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Mr. McElwain, can you check my math and tell me where to find old orifices?

delta Tdelta T Posts: 747Member
I need to find this orifice (4 of them) and I cannot find a local company who has one, or can find one.

A blank is fine, I can drill it out, but it should be a #26 with what appears to be a 5/16" thread, barrel is 5/8" long and 9/16" wide. Picture attached. This is for an old Climatrol boiler not sure the age, model number: 11W11, serial number: 2 GG. 270000 input 1440 ft^2 water (216,000 btu/h) output. 4 burners, we are at 5300 ft altitude any one who wants to check my orifice sizing? I think a #26 should be correct. Heating a small 5 unit apartment building. Owner wants it to run as well as it can, but does not want to replace it, so we started to tear into the boiler, clean the burners and brush out the sections (wasn't very dirty considering age), replacing the pumps (there are three, all of them are so grossly oversized that when they were all running a conservative estimate based on what I can see for exposed piping and rads they were pushing over 70 gpm through this boiler. I am guessing that the pumps were so oversized they could barely get any delta T across the boiler and the heat took a long time to respond, so someone thought that oversizing the orifices would help the problem and so they drilled them out to #18's. can't fix stupid right? Anyway, I got the burners all cleaned up and the boiler brushed out, new pumps installed only thing I can't find are these orifices. Any help would be appreciated.


  • Tim McElwainTim McElwain Posts: 4,231Member
    At 5,000 feet it should work ok with a 27 or 28 assuming 3.5" W.C. with a BTU content per cubic foot of 1,000. That will give about 67,000 BTU's per orifice.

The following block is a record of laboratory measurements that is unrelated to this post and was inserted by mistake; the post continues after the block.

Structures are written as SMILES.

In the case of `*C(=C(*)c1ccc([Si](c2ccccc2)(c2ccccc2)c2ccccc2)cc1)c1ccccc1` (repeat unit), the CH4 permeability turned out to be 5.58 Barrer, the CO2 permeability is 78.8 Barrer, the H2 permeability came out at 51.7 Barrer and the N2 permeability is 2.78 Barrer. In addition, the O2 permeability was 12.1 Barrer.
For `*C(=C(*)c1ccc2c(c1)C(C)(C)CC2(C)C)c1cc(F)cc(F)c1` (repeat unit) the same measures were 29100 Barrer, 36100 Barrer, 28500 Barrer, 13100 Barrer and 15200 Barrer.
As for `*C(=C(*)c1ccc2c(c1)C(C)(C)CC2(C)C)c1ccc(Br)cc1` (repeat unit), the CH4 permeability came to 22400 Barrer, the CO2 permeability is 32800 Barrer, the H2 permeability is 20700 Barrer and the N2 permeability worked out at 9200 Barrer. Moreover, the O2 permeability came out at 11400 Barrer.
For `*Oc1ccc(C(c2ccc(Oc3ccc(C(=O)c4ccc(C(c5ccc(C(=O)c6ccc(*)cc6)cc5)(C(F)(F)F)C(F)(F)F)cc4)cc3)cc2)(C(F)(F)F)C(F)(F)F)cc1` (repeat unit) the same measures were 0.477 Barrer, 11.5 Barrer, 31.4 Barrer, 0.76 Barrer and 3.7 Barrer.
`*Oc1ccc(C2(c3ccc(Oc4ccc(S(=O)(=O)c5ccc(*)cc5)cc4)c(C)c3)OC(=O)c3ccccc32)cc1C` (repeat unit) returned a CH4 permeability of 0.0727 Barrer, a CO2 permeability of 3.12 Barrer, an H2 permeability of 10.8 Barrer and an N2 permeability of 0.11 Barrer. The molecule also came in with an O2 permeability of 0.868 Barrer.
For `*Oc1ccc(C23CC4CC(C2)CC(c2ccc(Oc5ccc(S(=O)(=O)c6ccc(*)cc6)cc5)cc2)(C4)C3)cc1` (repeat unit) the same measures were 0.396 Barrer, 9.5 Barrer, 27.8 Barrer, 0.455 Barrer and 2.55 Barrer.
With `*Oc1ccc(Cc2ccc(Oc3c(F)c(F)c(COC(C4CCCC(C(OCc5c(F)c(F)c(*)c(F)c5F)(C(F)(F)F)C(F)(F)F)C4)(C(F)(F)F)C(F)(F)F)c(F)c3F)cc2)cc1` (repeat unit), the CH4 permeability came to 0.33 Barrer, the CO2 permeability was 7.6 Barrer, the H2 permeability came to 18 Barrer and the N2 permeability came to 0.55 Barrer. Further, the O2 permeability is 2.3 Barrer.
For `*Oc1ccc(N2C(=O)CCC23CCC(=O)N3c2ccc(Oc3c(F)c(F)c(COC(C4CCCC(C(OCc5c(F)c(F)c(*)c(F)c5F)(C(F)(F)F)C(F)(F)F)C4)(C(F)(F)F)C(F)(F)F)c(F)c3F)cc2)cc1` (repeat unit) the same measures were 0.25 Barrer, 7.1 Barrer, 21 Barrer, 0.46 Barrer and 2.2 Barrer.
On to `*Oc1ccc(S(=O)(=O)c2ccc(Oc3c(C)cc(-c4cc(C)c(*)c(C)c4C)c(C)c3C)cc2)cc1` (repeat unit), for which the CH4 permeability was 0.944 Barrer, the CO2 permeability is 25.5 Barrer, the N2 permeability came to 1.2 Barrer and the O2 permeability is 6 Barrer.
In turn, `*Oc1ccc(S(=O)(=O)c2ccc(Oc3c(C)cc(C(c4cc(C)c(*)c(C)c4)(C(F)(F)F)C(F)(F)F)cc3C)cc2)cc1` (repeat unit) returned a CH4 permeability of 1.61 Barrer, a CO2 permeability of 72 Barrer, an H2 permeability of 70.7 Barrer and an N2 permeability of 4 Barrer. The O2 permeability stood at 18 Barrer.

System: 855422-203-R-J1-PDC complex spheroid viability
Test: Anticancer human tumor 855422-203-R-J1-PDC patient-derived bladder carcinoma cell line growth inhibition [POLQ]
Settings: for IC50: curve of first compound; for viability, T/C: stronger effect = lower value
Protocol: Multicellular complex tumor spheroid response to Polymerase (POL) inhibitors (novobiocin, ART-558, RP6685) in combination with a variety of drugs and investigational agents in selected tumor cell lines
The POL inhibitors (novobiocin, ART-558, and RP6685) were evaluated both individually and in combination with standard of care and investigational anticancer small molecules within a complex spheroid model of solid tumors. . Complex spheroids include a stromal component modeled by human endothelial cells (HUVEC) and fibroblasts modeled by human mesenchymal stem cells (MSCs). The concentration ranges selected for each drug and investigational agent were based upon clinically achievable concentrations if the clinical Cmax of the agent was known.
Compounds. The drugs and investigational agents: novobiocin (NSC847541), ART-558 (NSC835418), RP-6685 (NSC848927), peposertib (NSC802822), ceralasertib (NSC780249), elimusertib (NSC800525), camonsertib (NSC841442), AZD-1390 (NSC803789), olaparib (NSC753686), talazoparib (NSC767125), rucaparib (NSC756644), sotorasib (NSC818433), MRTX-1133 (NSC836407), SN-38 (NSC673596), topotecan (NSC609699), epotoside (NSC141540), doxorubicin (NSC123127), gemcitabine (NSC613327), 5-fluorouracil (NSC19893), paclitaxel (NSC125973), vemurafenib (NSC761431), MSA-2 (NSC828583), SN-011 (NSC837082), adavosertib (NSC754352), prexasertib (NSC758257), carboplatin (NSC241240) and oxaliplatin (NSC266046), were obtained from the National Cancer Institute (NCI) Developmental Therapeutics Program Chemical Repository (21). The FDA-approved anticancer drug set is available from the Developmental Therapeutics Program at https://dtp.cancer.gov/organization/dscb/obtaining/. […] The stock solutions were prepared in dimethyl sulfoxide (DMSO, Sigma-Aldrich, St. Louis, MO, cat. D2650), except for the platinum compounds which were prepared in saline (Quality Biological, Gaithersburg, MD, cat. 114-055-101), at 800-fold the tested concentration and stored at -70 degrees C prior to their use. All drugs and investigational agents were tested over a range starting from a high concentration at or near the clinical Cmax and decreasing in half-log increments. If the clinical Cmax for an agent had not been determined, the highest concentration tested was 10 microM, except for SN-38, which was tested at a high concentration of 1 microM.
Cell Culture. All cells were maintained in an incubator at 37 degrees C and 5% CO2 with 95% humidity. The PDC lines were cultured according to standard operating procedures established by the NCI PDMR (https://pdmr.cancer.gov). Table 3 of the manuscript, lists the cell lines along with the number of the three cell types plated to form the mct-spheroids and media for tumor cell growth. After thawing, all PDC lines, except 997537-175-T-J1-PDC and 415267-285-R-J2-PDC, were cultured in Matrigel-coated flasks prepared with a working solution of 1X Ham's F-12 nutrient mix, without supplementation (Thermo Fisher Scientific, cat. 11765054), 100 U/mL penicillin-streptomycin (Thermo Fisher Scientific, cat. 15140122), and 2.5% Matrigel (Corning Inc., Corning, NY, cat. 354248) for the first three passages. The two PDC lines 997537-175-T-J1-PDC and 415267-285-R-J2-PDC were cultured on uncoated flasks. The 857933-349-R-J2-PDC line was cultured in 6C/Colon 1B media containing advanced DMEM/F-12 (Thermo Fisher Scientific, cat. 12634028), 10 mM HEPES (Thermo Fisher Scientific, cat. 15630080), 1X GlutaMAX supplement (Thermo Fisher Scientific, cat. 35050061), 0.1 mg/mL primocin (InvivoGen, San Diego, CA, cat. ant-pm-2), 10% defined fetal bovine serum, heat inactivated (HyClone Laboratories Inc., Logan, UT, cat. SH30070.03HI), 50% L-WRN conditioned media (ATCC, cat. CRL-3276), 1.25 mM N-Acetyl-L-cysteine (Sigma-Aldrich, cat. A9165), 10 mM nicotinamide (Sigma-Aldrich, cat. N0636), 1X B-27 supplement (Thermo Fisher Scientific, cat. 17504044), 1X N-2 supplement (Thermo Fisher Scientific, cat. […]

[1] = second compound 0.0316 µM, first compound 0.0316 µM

As for the orifice e-mail me at [email protected] and I will forward you an Anderson Forrester Catalog, they are located in Colorado. They have all kinds of old orifices available.
  • delta Tdelta T Posts: 747Member
    Tim, I will email you tomorrow morning when I am back at the shop. Thank you so much for your help!
  • Empire_2Empire_2 Posts: 2,343Member
    While I do not have the altitude for ratings, I am finding# 26 orifice will deliver 54,865 per orifice @ 3.5"w.c. nat gas. (Source That's one heck of an increase... Take a look and let me know what you think.
    Something must be off. My .02

    Mike T.
  • JUGHNEJUGHNE Posts: 5,653Member
    Anderson & Forrester size guide indicates a #26 @ 3.5" WC to deliver 65,000 BTU input based on NG @ 1050 BTU.

    " Approximate Sizes based on average data for all orifice types"

    "K Factor .82 " is stated.

    No mention of altitude is made, (0-2000'?????)

    Anderson & Forrester Inc. Golden CO 303-424-7800
  • SWEISWEI Posts: 7,356Member
    Neat little calculator they have on their site. If they would just add an altitude parameter, I could actually make use of it.
  • delta Tdelta T Posts: 747Member
    I agree, I like that calculator never used it before. How do others calculate for altitude? I have always used 4% per 1000' above 2000' (so 12% for 5000') for atmospheric boilers and 2% per 1000' above 2000' for mod cons and other powervented appliances.

    So for my situation, boiler is 270,000 input, less 12%=237,600. divided by 4 burners=59,400 per burner. Btu content of NG here is 950-1000 from what I have been told by the utility. someone once told me it was 850 but I struggle to believe that.

    So 59,400 / 975 = 60.92 cu ft /hr.

    according to the chart I have used for years out of an old book, "Gas Water Heating, Cooking and Heating" that indicates 61 cu ft /hr for a # 26 orifice.

    Thoughts? Is my altitude deration inccorrect?

  • bob_46bob_46 Posts: 813Member
    edited September 2015
    ∆T......i used to live in Glnwd. Spgs.. This is the info I got from the head engineer for RMNG. For atmospheric burners you derate 4% per thousand feet if the altitude is over 2000'. You multiply 4 X 5 in your case. This is because you can't get enough air through the burners. This is the rate you want to fire at. The BTU content of gas changes with altitude because pressure regulators use atmospheric pressure as a reference. When you measure the pressure in a burner in Denver and it is 3.5" WC it's about 2PSI less than the same reading in L.A. so the gas is less dense and has fewer BTUs. This is the formula he gave me.